Album Review: The Stone Foxes – Twelve Spells

Twelve Spells

the stone foxes twelve spellsReleased March 18th 2016

Words: Greg Arthur

The Stone Foxes – ‘Twelve Spells’ (Album)


San Francisco’s The Stone Foxes are an odd one. Upon reading the press release, they’re a straight forward blues-rock band – and that’s no lie, they certainly are. They’ve also got theatrical keys, shuffles, tinges of pop, gospel, soul and flashes of those old Scott Walker highwayman songs. It’s very American. It’s Springsteen if he snuck into a practice with Alabama Shakes. It’s White Denim if they cranked their keyboard to 11. Its fried chicken for breakfast, drowned in syrup, eaten on the porch.


Twelve Spells is my first introduction to The Stone Foxes, but this isn’t their first go. Three LP’s precede this, and they’re comfortable in their own skin. This isn’t music you haven’t heard before, but it’s a take on music you’re all too familiar with. Cold Like A Killer is the lights down epic number, and really the only detour from the knee-slapping fun on the rest of the record. Although the vocals don’t fit the aesthetic of a big band number, the band rally around the vocals and take it to almost a religious level of dedication to their cause. Highlights of the LP follow thick and fast, with She Said Riot straight after, which is a banshee at a funeral, eerie but exciting, and really helps break the record up.


Criticism of the record is few and far between, as this genuinely is a rip-roaring, exciting and captivating record. Where The Gaslight Anthem struggle and aspire to make overly earnest, honest, turbo-Americana tracks, The Stone Foxes have bottled that essence and shaken it up into their own cocktail. Vintage Trouble comes close, but feel like a sideline act to these guys. In a world where we’ve heard every song, seen every look, and artists are struggling to innovate, what’s wrong with taking a blueprint and turning it on its head? It Ain’t Nothing is a mix of family-friendly Americana-pop, with some filth-ridden guitar lines. It’s a paradox. I like it!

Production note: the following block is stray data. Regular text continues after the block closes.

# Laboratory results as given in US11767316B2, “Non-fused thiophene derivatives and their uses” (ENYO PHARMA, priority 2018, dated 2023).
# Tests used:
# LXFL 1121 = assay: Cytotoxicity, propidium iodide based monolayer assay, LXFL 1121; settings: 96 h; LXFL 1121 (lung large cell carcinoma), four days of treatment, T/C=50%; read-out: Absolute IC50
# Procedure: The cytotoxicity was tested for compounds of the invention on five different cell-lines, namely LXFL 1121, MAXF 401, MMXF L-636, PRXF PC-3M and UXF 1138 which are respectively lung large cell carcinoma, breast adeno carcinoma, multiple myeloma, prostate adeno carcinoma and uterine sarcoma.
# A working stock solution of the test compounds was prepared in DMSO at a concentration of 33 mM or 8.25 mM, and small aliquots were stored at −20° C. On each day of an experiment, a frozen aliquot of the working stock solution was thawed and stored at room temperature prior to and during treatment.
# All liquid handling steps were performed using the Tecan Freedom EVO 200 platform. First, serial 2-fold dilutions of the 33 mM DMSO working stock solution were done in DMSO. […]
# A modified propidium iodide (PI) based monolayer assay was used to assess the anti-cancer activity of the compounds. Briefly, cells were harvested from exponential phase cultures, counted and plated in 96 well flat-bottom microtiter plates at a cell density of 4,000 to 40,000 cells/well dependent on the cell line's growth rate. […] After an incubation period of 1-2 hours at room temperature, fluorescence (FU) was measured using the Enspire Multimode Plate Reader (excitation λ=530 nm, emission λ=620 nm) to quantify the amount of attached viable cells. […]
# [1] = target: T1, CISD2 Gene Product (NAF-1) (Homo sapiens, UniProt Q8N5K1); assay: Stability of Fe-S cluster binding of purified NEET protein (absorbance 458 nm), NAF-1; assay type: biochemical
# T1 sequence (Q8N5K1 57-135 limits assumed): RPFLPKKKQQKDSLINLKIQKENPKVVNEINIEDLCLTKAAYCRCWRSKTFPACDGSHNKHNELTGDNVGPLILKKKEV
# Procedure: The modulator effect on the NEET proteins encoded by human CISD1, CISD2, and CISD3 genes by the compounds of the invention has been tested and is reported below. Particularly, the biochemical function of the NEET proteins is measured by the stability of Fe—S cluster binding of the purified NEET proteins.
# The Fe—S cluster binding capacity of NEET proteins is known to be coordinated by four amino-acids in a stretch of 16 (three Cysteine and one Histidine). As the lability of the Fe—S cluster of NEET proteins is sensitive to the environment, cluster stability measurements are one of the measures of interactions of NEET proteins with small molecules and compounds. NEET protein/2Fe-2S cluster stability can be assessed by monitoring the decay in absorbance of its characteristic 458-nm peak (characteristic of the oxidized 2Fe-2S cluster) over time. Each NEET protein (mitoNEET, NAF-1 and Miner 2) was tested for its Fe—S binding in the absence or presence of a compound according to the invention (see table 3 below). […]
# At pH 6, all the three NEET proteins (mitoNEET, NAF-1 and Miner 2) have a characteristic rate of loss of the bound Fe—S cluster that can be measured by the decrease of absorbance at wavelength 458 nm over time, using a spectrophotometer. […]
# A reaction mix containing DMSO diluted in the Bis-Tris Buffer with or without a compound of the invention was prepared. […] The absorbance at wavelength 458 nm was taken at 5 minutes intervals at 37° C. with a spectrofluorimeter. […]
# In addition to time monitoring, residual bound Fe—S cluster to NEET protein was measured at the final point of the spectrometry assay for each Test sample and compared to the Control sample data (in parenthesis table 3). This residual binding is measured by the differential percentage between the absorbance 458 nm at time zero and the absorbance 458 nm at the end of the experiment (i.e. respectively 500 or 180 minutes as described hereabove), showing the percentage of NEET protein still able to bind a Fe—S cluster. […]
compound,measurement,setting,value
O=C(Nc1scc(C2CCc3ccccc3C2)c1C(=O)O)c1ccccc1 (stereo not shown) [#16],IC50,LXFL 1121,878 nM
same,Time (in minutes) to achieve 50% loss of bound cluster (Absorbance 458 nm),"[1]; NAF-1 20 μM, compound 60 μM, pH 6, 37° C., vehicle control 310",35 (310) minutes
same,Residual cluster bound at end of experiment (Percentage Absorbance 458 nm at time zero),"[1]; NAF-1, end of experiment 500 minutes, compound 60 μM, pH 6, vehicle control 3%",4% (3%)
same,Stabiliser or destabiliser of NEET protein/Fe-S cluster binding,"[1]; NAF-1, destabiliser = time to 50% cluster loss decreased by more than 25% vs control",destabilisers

Where the criticism does come from me, is that I’m dubious about an act on their fourth record who use lyrics like “your plastic cocaine eyes” and “you’re in the crowd, you always talk so loud” – both from N.Y.T. – it’s just an example of potentially sloppy lyrics, embedded in what is full of great music and some clever lines, some clever storytelling lines. “Baby…forgive me….for what I’m about to do….see I’d do….anything… be you”. He then goes on to talk about picking locks, and her face is in the ground at one point. Storytelling is important to a great song, not just words that rhyme! Sloppy at times on the lyrics is one thing, but that’s really it. Otherwise, this record is almost complete – it’s not for everyone, but it’s more than likely for you.

It’s easy to see why they’re not as mainstream as their obvious peers, but have racked up 6 million Spotify plays. This is one of the America’s greatest kept secrets!


Watch the video for Dying Star which also features on the album, here:


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